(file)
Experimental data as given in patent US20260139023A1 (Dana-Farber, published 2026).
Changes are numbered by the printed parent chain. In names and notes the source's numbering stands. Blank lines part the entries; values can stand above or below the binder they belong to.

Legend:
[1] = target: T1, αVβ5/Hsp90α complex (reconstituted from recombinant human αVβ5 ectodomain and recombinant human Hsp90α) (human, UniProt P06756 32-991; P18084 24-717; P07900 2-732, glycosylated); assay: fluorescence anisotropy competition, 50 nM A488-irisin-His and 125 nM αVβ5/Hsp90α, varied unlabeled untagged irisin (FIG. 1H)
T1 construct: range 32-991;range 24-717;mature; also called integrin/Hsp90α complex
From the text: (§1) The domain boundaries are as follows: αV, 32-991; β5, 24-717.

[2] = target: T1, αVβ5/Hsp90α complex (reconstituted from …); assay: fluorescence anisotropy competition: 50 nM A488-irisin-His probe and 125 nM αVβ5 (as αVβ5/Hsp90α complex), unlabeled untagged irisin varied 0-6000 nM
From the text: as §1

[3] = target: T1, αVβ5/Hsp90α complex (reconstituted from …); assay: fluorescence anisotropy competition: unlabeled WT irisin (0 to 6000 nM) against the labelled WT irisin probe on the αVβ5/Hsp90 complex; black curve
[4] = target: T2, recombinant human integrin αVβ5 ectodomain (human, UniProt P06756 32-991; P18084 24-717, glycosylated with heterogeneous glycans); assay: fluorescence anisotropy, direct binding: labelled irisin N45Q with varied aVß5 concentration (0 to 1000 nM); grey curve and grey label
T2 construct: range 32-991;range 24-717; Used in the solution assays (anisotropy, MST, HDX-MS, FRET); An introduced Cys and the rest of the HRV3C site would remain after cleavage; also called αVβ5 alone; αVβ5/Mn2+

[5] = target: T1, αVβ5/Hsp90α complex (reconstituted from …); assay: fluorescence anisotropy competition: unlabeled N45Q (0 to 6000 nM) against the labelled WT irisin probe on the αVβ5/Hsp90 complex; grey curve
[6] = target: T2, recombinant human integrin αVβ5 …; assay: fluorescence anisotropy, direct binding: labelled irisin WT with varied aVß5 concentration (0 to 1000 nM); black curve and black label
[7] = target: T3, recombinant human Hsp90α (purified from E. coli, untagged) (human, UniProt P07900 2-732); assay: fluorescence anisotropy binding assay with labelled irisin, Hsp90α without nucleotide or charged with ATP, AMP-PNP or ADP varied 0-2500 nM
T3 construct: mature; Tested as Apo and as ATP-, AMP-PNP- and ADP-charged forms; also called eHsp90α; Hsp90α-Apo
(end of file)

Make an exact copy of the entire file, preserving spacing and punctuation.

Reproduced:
Experimental data as given in patent US20260139023A1 (Dana-Farber, published 2026).
Changes are numbered by the printed parent chain. In names and notes the source's numbering stands. Blank lines part the entries; values can stand above or below the binder they belong to.

Legend:
[1] = target: T1, αVβ5/Hsp90α complex (reconstituted from recombinant human αVβ5 ectodomain and recombinant human Hsp90α) (human, UniProt P06756 32-991; P18084 24-717; P07900 2-732, glycosylated); assay: fluorescence anisotropy competition, 50 nM A488-irisin-His and 125 nM αVβ5/Hsp90α, varied unlabeled untagged irisin (FIG. 1H)
T1 construct: range 32-991;range 24-717;mature; also called integrin/Hsp90α complex
From the text: (§1) The domain boundaries are as follows: αV, 32-991; β5, 24-717.

[2] = target: T1, αVβ5/Hsp90α complex (reconstituted from …); assay: fluorescence anisotropy competition: 50 nM A488-irisin-His probe and 125 nM αVβ5 (as αVβ5/Hsp90α complex), unlabeled untagged irisin varied 0-6000 nM
From the text: as §1

[3] = target: T1, αVβ5/Hsp90α complex (reconstituted from …); assay: fluorescence anisotropy competition: unlabeled WT irisin (0 to 6000 nM) against the labelled WT irisin probe on the αVβ5/Hsp90 complex; black curve
[4] = target: T2, recombinant human integrin αVβ5 ectodomain (human, UniProt P06756 32-991; P18084 24-717, glycosylated with heterogeneous glycans); assay: fluorescence anisotropy, direct binding: labelled irisin N45Q with varied aVß5 concentration (0 to 1000 nM); grey curve and grey label
T2 construct: range 32-991;range 24-717; Used in the solution assays (anisotropy, MST, HDX-MS, FRET); An introduced Cys and the rest of the HRV3C site would remain after cleavage; also called αVβ5 alone; αVβ5/Mn2+

[5] = target: T1, αVβ5/Hsp90α complex (reconstituted from …); assay: fluorescence anisotropy competition: unlabeled N45Q (0 to 6000 nM) against the labelled WT irisin probe on the αVβ5/Hsp90 complex; grey curve
[6] = target: T2, recombinant human integrin αVβ5 …; assay: fluorescence anisotropy, direct binding: labelled irisin WT with varied aVß5 concentration (0 to 1000 nM); black curve and black label
[7] = target: T3, recombinant human Hsp90α (purified from E. coli, untagged) (human, UniProt P07900 2-732); assay: fluorescence anisotropy binding assay with labelled irisin, Hsp90α without nucleotide or charged with ATP, AMP-PNP or ADP varied 0-2500 nM
T3 construct: mature; Tested as Apo and as ATP-, AMP-PNP- and ADP-charged forms; also called eHsp90α; Hsp90α-Apo